A new public interest litigation (PIL) has be filed in the Supreme Court against the Kudankulam nuclear power plant by Common Cause, the Centre for Public Interest Litigation (CPIL), EAS Sarma, a former secretary to the government of India, and G Sunderrajan, a social activist and lead petitioner.
The main issue raised in the PIL is whether the Russians can escape all liabilities for the plant when the Supreme Court has already laid down a fundamental principle that if there is pollution or other damage to the environment, it is the polluter who is absolutely liable.
In the case of Kudankulam, the government of India has indemnified the Russians against any payment in case there is an accident at the nuclear plant. The government entered into an agreement with the Russians to take on all financial liabilities in case of an accident.
The petitioners have asked the Supreme Court to clarify if the principle—that “absolute liability lies with the polluter”—is applicable in the Kudankulam case. If it does, it is the Russians and not the Indian government which would be held responsible for any nuclear accident.
The petition says that “the Kudankulam nuclear plant would be governed by the law of the land as laid down by this honourable court, that is, the constitutional principles of absolute liability and polluter pays principle”.
The petition points out that the “Civil Liability for Nuclear Damage Act 2010 channels the liability of a nuclear accident to the operator (government undertaking) of the said plant and then limits the same at Rs 1,500 crore. Though the said Act imposes very minimal liability on the nuclear reactor supplier/manufacturer (putting to grave risk the safety of power plants) in violation of the ‘polluter pays’ and ‘absolute liability principle’, the government has exempted the Russian company from even this minimal liability by giving the Russians an undertaking that Indian taxpayers would foot the bill, says the petition.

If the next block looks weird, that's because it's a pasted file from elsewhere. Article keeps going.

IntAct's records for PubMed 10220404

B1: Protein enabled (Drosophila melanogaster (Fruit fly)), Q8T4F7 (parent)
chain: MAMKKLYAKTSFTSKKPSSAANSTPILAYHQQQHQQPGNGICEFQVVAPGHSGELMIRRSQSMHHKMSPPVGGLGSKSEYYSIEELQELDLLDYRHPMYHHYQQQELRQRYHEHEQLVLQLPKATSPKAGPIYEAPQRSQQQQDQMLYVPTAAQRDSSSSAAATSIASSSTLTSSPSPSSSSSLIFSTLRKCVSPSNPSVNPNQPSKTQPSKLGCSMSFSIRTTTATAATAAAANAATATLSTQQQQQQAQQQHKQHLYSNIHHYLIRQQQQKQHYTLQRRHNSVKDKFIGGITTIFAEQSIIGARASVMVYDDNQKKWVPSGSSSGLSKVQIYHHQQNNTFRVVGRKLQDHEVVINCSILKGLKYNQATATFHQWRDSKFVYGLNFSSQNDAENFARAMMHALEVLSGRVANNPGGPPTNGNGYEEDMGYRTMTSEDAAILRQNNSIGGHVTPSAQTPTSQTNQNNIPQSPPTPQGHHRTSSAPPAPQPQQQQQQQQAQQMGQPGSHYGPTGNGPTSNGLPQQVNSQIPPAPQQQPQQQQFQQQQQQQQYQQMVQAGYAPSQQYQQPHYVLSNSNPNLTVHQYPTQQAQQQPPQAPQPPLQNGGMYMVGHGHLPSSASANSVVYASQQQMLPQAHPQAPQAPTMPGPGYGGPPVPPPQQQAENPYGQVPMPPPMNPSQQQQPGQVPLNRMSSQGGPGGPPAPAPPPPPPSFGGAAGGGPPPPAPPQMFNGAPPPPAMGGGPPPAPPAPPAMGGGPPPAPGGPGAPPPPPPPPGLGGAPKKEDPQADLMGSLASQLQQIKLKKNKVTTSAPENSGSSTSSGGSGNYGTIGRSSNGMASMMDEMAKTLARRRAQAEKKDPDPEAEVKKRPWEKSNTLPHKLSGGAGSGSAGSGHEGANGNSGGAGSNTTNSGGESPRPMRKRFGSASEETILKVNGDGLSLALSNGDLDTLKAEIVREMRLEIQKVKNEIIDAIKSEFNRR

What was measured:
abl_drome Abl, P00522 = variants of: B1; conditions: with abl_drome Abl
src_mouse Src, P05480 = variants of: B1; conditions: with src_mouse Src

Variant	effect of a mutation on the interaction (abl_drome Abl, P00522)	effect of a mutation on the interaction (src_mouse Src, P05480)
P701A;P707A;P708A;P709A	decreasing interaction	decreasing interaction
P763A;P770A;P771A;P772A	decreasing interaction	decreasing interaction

“Also, any action of the executive that requires expenditure from the exchequer (in case of a nuclear accident, this would run into lakhs of crores of rupees) would require parliamentary approval as per the Constitution. No such approval has been taken,” the petition adds.
Raising questions of law, the petition asks the Supreme Court for interim relief by directing the Indian government to produce all agreements signed with Russia over the Kudankulam nuclear plant. It questions the government’s power to underwrite the potential liability of a nuclear reactor supplier and thus shifting the burden to the public exchequer.
The PIL also asks the court to direct that the Russian party should not be excluded from its liabilities in case of an accident.
The petition is likely to come up for hearing on Thursday. The Supreme Court is already considering another Kudankulam nuclear plant petition about its safety. Both the petitions are essentially seeking a stay, till the government clarifies its agreement with the Russians.